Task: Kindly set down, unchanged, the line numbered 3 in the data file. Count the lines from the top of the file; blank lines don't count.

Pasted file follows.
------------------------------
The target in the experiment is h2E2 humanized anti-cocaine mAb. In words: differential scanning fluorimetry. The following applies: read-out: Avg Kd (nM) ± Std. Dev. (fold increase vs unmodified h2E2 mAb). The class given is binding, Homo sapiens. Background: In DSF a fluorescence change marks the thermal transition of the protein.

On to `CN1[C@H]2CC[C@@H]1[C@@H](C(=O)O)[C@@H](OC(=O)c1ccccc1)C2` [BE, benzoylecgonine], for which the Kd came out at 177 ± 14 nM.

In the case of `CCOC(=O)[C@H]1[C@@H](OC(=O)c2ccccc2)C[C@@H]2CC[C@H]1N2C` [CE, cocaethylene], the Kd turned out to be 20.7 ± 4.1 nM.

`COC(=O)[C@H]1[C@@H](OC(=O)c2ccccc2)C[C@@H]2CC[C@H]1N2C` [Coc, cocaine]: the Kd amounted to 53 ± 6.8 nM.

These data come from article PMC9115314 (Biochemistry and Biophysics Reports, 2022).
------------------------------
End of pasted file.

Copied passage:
In the case of `CCOC(=O)[C@H]1[C@@H](OC(=O)c2ccccc2)C[C@@H]2CC[C@H]1N2C` [CE, cocaethylene], the Kd turned out to be 20.7 ± 4.1 nM.